Features. Katie Barker: 'It's just what dreams are made of'

Katie Barker
07 Jun 24

Having first clambered up the St. James' Park steps as a little girl, Katie Barker was reduced to tears days before playing on the hallowed turf for the first time - such is the space Newcastle United occupies in her heart.

Aaron Hindhaugh
Written by

Cut Barker open and she'd bleed black and white having gone to watch the men's team for as long as she can remember, and now she dons the iconic number nine shirt for Becky Langley's side.

That's a far cry from turning out for rivals Sunderland earlier in her career, but she's never looked back after making the switch from red and white to black and white in 2020, helping United to achieve back-to-back promotions over the last two campaigns.

"I remember always having a ball at my feet and football has always been a part of my life," Barker told newcastleunited.com.

"I used to just play with friends at grassroots level for a long time and never took it seriously until I was 15 or 16 and into the last year of my RTC (regional talent club).

"I think at that age, something just clicked where I thought maybe I shouldn't just stay playing with my friends and that I can progress and keep getting better."

Barker has a long-standing working relationship with Langley dating back to their days at Northumbria University, where United's head coach was previously Head of Women's Football, but they could have been working together in another way had things panned out slightly differently.

Growing up, being a full-time footballer was nothing more than a dream for Barker and many other girls, so she considered other ways to ensure she always had a connection with the beautiful game.

"If I wasn't playing football then I definitely think I would be coaching," Barker added. "I've always loved football because it's a part of me and always will be."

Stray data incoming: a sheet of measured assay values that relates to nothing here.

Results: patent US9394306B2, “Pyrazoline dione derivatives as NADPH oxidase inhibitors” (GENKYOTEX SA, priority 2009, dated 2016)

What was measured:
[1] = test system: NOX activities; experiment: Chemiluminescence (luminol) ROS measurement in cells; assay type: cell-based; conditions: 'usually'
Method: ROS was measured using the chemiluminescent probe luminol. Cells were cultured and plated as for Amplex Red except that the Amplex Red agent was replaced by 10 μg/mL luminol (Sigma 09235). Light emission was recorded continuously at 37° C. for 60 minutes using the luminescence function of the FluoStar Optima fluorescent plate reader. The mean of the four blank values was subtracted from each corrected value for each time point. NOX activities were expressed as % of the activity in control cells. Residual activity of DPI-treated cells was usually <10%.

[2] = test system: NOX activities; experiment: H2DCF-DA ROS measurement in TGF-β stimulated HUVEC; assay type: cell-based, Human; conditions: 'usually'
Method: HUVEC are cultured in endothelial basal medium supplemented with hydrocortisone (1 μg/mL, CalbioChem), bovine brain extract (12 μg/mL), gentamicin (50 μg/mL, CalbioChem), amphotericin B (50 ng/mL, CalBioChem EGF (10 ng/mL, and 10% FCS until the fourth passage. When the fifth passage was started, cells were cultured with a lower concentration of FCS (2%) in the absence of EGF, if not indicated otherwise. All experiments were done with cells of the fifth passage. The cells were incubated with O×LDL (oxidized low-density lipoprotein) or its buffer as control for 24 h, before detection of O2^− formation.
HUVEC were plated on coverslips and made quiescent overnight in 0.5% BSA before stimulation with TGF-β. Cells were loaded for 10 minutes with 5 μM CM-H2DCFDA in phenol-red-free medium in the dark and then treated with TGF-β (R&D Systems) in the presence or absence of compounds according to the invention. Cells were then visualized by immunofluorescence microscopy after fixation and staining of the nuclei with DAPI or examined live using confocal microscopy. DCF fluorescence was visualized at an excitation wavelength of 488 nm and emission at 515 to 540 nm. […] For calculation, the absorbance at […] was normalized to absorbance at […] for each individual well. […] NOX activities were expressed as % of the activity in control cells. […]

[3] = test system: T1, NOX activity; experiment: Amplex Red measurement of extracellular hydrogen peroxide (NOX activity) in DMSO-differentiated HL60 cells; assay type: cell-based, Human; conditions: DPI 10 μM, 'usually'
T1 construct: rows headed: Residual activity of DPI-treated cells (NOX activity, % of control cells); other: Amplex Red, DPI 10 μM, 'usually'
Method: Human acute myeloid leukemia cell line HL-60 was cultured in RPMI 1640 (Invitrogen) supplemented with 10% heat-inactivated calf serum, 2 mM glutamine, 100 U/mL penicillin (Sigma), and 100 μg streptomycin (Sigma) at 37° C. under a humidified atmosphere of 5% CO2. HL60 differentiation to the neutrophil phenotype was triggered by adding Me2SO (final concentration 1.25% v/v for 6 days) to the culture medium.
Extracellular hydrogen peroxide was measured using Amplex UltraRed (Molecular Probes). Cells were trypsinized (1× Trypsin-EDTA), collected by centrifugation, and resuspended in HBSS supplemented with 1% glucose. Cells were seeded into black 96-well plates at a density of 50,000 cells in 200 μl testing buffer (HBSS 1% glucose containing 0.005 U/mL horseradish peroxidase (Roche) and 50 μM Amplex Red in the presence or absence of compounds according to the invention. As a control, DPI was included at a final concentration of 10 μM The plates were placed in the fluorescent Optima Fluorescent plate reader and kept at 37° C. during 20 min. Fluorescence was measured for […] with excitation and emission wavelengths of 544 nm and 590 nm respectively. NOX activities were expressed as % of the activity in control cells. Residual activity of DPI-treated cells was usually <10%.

The summer of 2020 proved to be a significant one for both Barker and United as she left Wearside to once again link up with Langley and lead the line on Tyneside.

But Barker departed Sunderland with memories and experiences to stay with her for a lifetime, including debuts in the Women's Super League (WSL) and the Continental Cup - a competition United will play in next season - against some of the country's best players.

"I went to Sunderland at 15 for one final year of an RTC and then as soon as I turned 16 I started playing for the development team," Barker explained.

"Then at 17 I got into the first team, playing a couple of games. One was in the Continental Cup and one in the Women's Super League. I was certainly thrown into everything quite young and fresh.

"I can't remember if I got a call or a text but it was to say that I would be involved, but I wasn't sure if I'd actually get on. I just thought I'd be there to make up the numbers. It was an amazing experience for me to make my debut in the Conti Cup against Aston Villa.

"Then I came on against Arsenal in the WSL, which was amazing. I remember when I went on against Villa my legs were just trembling and I didn't have much to do but it was an amazing experience."

Playing in the WSL certainly helped Barker take to life in tier four like a duck to water as she smashed in 30 goals during her first full season with Newcastle.

United's number nine saw her first campaign cut short due to the Covid-19 pandemic but not long after returning to the pitch, Newcastle were moving forward off it as well.